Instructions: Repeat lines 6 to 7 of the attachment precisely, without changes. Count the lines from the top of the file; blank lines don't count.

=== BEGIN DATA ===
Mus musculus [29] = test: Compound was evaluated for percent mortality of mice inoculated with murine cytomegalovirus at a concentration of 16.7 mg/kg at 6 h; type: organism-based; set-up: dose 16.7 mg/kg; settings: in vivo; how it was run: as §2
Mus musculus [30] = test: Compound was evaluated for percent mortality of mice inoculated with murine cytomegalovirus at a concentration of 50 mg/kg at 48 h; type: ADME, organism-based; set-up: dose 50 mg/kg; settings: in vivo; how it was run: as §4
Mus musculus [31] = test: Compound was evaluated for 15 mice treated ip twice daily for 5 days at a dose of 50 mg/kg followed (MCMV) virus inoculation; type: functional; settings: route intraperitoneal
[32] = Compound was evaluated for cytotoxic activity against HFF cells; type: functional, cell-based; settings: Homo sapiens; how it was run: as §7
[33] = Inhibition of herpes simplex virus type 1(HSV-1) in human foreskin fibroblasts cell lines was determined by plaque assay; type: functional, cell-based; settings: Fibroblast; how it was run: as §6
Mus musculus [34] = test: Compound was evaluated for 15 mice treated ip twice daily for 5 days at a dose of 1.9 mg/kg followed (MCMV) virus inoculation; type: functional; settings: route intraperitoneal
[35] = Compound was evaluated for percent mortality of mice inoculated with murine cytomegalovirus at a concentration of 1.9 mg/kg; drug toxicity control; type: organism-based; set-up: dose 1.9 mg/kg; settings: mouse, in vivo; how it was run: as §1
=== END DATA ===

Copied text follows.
Mus musculus [34] = test: Compound was evaluated for 15 mice treated ip twice daily for 5 days at a dose of 1.9 mg/kg followed (MCMV) virus inoculation; type: functional; settings: route intraperitoneal
[35] = Compound was evaluated for percent mortality of mice inoculated with murine cytomegalovirus at a concentration of 1.9 mg/kg; drug toxicity control; type: organism-based; set-up: dose 1.9 mg/kg; settings: mouse, in vivo; how it was run: as §1